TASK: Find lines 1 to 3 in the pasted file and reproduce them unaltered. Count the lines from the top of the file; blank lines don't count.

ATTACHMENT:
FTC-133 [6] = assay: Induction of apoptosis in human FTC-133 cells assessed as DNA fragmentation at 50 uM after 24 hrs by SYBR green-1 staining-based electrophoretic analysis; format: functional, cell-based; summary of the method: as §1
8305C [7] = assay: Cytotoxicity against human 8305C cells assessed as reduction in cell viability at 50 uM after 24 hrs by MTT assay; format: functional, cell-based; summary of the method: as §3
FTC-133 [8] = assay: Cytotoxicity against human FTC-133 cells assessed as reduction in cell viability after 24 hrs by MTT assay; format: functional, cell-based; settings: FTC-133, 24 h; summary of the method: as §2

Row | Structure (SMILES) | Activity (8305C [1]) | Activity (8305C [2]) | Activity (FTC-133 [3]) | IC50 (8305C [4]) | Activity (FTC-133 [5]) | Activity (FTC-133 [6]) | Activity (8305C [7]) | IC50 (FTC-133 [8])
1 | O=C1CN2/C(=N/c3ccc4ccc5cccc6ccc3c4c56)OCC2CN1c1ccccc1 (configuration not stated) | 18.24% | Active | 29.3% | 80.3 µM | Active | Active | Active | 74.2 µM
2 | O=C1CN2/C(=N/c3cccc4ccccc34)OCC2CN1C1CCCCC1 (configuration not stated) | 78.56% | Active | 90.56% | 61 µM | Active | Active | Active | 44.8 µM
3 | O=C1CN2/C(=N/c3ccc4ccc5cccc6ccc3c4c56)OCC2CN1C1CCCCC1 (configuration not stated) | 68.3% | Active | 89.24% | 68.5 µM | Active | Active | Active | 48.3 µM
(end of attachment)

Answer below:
FTC-133 [6] = assay: Induction of apoptosis in human FTC-133 cells assessed as DNA fragmentation at 50 uM after 24 hrs by SYBR green-1 staining-based electrophoretic analysis; format: functional, cell-based; summary of the method: as §1
8305C [7] = assay: Cytotoxicity against human 8305C cells assessed as reduction in cell viability at 50 uM after 24 hrs by MTT assay; format: functional, cell-based; summary of the method: as §3
FTC-133 [8] = assay: Cytotoxicity against human FTC-133 cells assessed as reduction in cell viability after 24 hrs by MTT assay; format: functional, cell-based; settings: FTC-133, 24 h; summary of the method: as §2